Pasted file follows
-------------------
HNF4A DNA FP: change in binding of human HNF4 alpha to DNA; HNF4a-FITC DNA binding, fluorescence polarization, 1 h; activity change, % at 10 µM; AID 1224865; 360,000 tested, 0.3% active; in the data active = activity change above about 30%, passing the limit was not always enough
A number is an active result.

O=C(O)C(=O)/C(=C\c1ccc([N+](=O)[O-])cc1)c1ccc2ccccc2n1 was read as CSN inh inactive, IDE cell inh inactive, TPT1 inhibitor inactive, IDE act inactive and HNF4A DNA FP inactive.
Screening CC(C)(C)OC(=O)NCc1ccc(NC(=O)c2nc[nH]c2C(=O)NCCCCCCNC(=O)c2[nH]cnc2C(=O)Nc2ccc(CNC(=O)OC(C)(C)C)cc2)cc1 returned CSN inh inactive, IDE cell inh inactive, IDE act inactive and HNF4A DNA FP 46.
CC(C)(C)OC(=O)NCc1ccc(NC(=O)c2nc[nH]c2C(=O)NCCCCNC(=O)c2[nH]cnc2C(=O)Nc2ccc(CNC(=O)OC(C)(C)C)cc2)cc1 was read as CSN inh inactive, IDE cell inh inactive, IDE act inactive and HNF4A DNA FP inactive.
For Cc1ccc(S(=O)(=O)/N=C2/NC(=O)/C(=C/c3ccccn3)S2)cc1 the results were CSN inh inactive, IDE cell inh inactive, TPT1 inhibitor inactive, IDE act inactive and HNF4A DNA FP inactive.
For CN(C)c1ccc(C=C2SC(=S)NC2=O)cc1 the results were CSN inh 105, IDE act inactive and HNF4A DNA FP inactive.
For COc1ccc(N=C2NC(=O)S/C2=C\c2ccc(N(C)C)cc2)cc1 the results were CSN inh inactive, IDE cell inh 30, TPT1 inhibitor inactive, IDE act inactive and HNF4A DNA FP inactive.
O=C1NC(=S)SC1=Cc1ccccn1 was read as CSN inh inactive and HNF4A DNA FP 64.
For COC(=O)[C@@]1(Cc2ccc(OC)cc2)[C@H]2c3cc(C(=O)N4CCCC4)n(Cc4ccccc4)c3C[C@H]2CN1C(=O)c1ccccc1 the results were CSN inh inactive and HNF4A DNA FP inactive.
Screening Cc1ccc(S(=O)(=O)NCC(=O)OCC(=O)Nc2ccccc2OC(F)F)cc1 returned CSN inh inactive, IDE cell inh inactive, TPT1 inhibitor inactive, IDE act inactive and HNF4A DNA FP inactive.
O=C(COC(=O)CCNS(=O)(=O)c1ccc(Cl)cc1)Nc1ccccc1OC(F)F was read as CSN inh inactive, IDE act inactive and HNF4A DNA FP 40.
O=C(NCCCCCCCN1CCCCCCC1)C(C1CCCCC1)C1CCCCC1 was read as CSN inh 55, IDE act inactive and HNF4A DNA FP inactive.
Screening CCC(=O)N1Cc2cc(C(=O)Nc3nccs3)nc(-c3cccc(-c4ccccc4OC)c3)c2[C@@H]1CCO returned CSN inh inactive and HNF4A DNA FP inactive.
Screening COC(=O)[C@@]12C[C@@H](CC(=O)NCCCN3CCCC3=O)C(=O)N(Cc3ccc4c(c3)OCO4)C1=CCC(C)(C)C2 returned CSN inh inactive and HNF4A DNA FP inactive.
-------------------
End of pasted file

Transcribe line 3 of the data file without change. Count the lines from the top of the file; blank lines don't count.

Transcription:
O=C(O)C(=O)/C(=C\c1ccc([N+](=O)[O-])cc1)c1ccc2ccccc2n1 was read as CSN inh inactive, IDE cell inh inactive, TPT1 inhibitor inactive, IDE act inactive and HNF4A DNA FP inactive.